My friend once had this English teacher, who "corrected" her mistakes, even though there was none. She kept getting mad, because she couldnt see anything wrong with her spelling or wording, and so then one day she snapped.

    She told the teacher that he had been "making terrible mistakes" on her paper, and she showed him all this proof of how she was right.

    Surprisingly, he agreed with her and told her the reason behind it.

    See, she wasnt the only one getting "mistakes" on her paper. Everyone else was too, as well. It's just that he wanted to see which students would stand up to him and right the wrong he had been doing on everyone.

    Just because he was a teacher, doesnt mean that he is always right, was the lesson he taught his class the whole year. That and too stand up for themselves.

    So, I dont know, maybe thats what your French teacher is trying to do as well.

    By Blogger D.T., at 8:01 PM, February 03, 2005  

  • The last French course I took I barely passed because I became lazy and used alta vista translation. That doesn't work so well when writing essays about much as I liked learning French (it was my minor), I only liked one of my teachers. It always seems like they hold grudges...

    By Blogger nicole, at 9:43 PM, February 03, 2005  

  • Mmmmnnnn, sounds like she's got you (how do you translate it?) between a rock and a hard place. Ouch... ~;^)

    By Blogger foxymama, at 12:40 AM, February 04, 2005  

  • Foxy Mama...I believe the French term for that is:

    "Je ne sais pas"

    Right, Bean?

    By Blogger D.T., at 8:17 PM, February 04, 2005  

  • Ce n'est pas juste et ça m'énerve beaucoup! Les deux phrases marche bien à mon avis.

    By Blogger Egan, at 3:36 AM, February 05, 2005  

  • Anonymous, I thought the chorus was, "I fought authority and don't it always win?" In fact, I thought that was it until I looked up the lyrics for this post!

    Diva, I did talk to her after all. Did she take off points for those things? I didn't ask her that specifically. Rather, I just asked what was wrong with what I had written. By the way, everyone, apparently there is something gramatically incorrect about Avant il été à l'abri... "Avant" must be followed by either que or de. I guess I don't know everything. Say it isn't so! (But I am still right about the ainsi/donc situation.)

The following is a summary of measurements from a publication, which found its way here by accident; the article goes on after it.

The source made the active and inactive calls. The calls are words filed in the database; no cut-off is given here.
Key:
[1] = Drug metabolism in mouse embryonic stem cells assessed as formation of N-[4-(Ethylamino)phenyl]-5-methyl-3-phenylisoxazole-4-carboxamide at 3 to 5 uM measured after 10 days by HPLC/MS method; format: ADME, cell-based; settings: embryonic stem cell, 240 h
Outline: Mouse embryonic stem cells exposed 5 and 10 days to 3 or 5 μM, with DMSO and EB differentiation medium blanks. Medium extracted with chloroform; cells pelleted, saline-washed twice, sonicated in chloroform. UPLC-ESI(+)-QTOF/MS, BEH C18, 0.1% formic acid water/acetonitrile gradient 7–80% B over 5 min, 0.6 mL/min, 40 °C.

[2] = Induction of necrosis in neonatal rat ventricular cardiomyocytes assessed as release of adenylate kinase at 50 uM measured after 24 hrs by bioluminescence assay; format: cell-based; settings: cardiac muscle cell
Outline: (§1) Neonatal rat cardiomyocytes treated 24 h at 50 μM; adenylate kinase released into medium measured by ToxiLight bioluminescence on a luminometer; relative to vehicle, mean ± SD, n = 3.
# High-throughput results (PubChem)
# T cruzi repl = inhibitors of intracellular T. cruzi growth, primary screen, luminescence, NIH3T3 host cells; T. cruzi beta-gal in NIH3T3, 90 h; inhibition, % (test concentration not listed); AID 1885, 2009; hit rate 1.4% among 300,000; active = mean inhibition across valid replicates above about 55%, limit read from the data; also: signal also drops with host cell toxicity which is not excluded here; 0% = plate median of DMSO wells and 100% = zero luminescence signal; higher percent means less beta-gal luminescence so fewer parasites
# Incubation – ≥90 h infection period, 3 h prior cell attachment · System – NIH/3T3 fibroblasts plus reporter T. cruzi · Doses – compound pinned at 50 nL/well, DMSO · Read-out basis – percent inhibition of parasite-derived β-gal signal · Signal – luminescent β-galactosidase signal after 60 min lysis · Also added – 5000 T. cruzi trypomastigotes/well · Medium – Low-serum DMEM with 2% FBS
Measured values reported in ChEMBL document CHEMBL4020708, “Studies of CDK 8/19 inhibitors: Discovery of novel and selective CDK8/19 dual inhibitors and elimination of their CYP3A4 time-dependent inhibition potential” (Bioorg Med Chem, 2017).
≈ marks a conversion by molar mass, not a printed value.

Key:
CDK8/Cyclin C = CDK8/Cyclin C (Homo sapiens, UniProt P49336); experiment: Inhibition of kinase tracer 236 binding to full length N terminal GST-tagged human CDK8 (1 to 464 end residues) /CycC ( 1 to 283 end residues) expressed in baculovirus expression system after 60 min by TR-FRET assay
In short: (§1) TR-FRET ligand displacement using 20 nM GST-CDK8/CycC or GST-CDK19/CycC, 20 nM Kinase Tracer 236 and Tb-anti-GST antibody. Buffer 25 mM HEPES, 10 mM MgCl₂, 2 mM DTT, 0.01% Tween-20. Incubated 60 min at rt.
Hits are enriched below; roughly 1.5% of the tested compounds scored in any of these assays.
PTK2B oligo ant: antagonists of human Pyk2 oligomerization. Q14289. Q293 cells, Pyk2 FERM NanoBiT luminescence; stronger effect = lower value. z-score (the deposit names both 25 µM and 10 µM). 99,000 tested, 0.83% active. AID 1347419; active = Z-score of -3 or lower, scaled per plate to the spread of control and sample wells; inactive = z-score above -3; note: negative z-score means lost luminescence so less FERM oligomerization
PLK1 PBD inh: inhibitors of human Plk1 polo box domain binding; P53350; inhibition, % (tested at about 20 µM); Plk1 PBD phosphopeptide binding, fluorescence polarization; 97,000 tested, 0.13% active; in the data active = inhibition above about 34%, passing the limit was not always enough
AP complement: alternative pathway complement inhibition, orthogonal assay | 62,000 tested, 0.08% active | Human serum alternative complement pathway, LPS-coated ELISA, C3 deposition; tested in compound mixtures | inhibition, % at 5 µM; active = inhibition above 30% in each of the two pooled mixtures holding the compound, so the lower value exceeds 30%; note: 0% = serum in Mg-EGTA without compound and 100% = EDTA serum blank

DT, No, that's not the case. And if a teacher pulled that with me, I would complain loud and long to their boss. What bullshit!

    Nicole, WhimsyChick turned me onto a Mac program called Sherlock, which also does translation. However, I quickly found out that--most times--I can do a better job of it than it can. You certainly can wind up with some weird ass sentences by using a translator. One way to appreciate it is to put some French into it and see what the English looks like on the other side. Quite amusing. And strange enough, too, that I would think a teacher would figure out pretty quickly that you hadn't come up with those structures yourself, no?

    Foxy, Yeah, and I hate that! One of the reasons school is so aggravating to me. I hate it when people have the "authority" to grade me!

    DT (again), Well, Je ne sais pas means "I don't know," so I'm not sure if that's quite the same meaning as "between a rock and a hard place." But it might be close enough for me! Maybe I should have you write my French composition from now on!

    Egan, J'accorde. Elle est folle!

    By Blogger Oz, at 10:49 AM, February 07, 2005